The blurb on Goodreads:
Persepolis is the story of Satrapi’s unforgettable childhood and coming of age within a large and loving family in Tehran during the Islamic Revolution; of the contradictions between private life and public life in a country plagued by political upheaval; of her high school years in Vienna facing the trials of adolescence far from her family; of her homecoming–both sweet and terrible; and, finally, of her self-imposed exile from her beloved homeland. It is the chronicle of a girlhood and adolescence at once outrageous and familiar, a young life entwined with the history of her country yet filled with the universal trials and joys of growing up.
I absolutely loved this book and here is why you MUST read it too:
- This book is in a graphic novel format, which means you not only read the text but also get to see the stunning visuals. The pictures accompanying the text add a lot of character to the story and makes it all the more interesting.
- The book will educate you about Iranian society’s history-the revolution, it’s aftermaths, the sexist laws, the education system, the war with Iraq etc. The fact that we get to know about these events through protagonist’s experiences render them intriguing, better than a dry history lesson.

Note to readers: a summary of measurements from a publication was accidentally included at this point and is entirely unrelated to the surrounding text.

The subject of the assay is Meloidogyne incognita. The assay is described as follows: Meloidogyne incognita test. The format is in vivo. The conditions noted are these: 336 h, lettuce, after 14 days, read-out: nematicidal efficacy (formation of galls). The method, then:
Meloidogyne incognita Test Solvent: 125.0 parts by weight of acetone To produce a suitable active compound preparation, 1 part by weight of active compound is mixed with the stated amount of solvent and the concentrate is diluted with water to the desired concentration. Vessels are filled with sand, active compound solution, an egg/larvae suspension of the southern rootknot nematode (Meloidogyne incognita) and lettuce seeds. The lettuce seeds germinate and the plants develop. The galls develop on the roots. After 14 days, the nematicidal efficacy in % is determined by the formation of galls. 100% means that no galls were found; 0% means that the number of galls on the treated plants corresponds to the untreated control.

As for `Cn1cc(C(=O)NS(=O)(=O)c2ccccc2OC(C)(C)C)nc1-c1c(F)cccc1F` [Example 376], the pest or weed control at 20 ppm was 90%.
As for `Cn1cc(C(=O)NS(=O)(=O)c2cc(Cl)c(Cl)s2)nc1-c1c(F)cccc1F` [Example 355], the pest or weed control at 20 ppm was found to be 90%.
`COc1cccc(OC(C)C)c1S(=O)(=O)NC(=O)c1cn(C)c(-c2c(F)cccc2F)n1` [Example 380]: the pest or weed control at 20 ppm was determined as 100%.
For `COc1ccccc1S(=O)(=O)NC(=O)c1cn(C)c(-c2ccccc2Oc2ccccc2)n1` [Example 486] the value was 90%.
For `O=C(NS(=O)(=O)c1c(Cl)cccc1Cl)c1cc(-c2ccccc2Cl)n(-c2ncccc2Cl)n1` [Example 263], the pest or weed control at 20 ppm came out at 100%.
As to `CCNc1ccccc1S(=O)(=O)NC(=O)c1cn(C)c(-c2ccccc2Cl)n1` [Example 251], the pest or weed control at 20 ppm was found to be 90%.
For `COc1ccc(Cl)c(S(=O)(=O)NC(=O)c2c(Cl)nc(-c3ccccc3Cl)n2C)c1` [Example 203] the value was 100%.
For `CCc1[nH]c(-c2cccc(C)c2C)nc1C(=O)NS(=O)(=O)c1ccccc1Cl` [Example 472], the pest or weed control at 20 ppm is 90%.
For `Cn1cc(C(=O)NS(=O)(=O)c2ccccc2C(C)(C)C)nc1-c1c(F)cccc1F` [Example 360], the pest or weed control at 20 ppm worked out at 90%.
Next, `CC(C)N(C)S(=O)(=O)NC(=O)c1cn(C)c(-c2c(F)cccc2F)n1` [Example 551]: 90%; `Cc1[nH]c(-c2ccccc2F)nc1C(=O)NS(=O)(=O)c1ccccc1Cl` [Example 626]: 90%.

- This is a raw story of children growing up in a war-torn country. You get an insight into how their lives change and how they live in constant fear of getting punished for no reason at all.
- All the female characters in the story as badass, fierce, strong, independent woman. The protagonist, her mother, and her grandmother never feared to voice out their opinions. They actively encouraged the protagonist to speak up against the injustice. This portrayal is very refreshing.
- The author has been able to present the dichotomy of being a “third-worlder” in a first-world country when she had to move to Austria for her safety very well. She has to face a lot of prejudice in a foreign country because of her nationality. And when she comes back home, she is perceived differently because she spent time in a foreign country. This dilemma and how she navigates through it is fascinating to read.
In a nutshell, you get to experience Iran through the eyes of a child, a rebellious teenager, and a grown-up.
Have you read this book? Tell me in comments what you think about it. Or join the conversation on my Instagram.